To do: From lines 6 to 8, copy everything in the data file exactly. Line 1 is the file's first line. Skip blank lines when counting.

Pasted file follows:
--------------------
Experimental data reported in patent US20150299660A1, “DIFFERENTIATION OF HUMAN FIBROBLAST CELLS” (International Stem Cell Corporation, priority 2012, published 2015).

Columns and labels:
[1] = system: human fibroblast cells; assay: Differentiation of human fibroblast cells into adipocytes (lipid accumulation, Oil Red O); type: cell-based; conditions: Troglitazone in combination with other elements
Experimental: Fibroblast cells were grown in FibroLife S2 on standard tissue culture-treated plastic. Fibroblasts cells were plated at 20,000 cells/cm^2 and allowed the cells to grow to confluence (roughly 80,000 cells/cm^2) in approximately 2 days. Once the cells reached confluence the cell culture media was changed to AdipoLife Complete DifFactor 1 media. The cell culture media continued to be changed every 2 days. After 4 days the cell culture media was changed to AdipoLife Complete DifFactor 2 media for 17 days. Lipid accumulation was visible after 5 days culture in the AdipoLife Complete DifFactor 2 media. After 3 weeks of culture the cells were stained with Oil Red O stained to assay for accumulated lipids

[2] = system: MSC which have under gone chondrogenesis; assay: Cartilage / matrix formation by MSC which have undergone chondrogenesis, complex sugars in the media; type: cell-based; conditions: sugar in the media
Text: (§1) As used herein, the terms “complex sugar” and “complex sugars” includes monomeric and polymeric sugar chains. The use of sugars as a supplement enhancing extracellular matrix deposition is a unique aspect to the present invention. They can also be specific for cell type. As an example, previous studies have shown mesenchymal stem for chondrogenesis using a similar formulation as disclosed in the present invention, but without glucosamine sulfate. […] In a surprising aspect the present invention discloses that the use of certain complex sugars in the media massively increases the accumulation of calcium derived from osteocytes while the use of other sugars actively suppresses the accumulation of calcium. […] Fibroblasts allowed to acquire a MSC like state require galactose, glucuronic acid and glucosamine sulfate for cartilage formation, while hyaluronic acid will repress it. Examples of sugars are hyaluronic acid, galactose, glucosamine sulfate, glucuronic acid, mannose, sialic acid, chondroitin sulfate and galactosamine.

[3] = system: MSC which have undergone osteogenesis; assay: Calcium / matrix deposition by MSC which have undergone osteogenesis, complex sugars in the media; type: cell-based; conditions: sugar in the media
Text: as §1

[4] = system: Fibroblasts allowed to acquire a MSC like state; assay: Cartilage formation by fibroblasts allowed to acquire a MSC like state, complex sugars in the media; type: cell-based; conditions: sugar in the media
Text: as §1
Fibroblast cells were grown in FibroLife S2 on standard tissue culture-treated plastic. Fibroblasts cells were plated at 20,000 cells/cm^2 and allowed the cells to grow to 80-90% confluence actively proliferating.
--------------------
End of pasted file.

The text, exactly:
Text: (§1) As used herein, the terms “complex sugar” and “complex sugars” includes monomeric and polymeric sugar chains. The use of sugars as a supplement enhancing extracellular matrix deposition is a unique aspect to the present invention. They can also be specific for cell type. As an example, previous studies have shown mesenchymal stem for chondrogenesis using a similar formulation as disclosed in the present invention, but without glucosamine sulfate. […] In a surprising aspect the present invention discloses that the use of certain complex sugars in the media massively increases the accumulation of calcium derived from osteocytes while the use of other sugars actively suppresses the accumulation of calcium. […] Fibroblasts allowed to acquire a MSC like state require galactose, glucuronic acid and glucosamine sulfate for cartilage formation, while hyaluronic acid will repress it. Examples of sugars are hyaluronic acid, galactose, glucosamine sulfate, glucuronic acid, mannose, sialic acid, chondroitin sulfate and galactosamine.

[3] = system: MSC which have undergone osteogenesis; assay: Calcium / matrix deposition by MSC which have undergone osteogenesis, complex sugars in the media; type: cell-based; conditions: sugar in the media
Text: as §1